Rising Macro Risks May Limit Fed From Reaching Its Projected Peak

After hiking its policy rate at 10 consecutive meetings since March 2022, the U.S. Federal Reserve paused in June but expects more tightening ahead. Given strong recent economic data and the Fed’s revised projections, we believe this pause is likely a “skip” and that we’ll see another – and probably final – rate hike in July. Further out, our base case includes a weakening U.S. economy in late summer or fall that will likely prompt the Fed to pause hikes past July. However, if continued strong data pressures the Fed to keep hiking, the risk of a sharper slowdown will likely increase.

Fed officials are balancing the risks of high inflation, which made little progress in the first half of 2023, and the lagged effects of the 500-basis-point tightening campaign. While Fed officials have suggested they hoped to take more time to assess the impact of monetary policy, stubbornly firm core inflation and resilient labor market reports since the Fed hinted at a pause complicate its balancing act.

Hawkish pause

At its June meeting, the Fed left rates and balance sheet policy unchanged, while signaling that further rate hikes may be required. The new Summary of Economic Projections includes hawkish adjustments to the dot plot; participants raised 2023 interest rate projections such that the median dot moved up by 50 basis points (bps) to 5.6%. A significant majority (12 of 18 participants) sees at least an additional 50 bps of tightening this year, which suggests that Chair Jerome Powell and other members of the Fed’s leadership are among those expecting more hikes.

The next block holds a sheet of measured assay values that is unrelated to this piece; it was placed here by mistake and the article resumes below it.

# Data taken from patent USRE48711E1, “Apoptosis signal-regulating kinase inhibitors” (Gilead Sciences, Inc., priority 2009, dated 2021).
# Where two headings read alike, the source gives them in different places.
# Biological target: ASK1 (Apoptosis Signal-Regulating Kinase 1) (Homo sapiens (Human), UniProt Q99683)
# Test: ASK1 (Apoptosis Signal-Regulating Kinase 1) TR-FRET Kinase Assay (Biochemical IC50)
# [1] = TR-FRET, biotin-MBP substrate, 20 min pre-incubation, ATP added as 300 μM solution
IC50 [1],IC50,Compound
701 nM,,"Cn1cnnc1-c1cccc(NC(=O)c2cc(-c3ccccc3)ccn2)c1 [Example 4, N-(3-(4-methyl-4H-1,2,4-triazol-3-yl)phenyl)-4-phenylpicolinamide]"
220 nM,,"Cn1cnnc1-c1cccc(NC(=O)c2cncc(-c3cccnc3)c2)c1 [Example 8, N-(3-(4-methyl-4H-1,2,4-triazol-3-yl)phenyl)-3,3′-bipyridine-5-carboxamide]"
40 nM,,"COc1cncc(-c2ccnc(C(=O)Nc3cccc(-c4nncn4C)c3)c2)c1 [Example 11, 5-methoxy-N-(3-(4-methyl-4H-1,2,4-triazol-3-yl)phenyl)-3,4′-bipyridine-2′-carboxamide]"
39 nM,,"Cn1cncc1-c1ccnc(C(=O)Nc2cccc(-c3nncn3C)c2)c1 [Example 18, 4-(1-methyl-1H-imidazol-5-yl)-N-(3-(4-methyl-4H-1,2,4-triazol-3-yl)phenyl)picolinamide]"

Fed officials also adjusted economic projections in a hawkish direction, and now anticipate lower unemployment, stronger growth, and stickier inflation this year, consistent with their projections that more monetary policy tightening is likely to be needed.

Interestingly, several officials slightly raised their longer-run policy estimates – a proxy for the neutral rate of interest. While the median remained unchanged at 2.5% (consistent with PIMCO’s New Neutral range), the upward revisions suggest officials may be considering whether the neutral interest rate has evolved since the pandemic.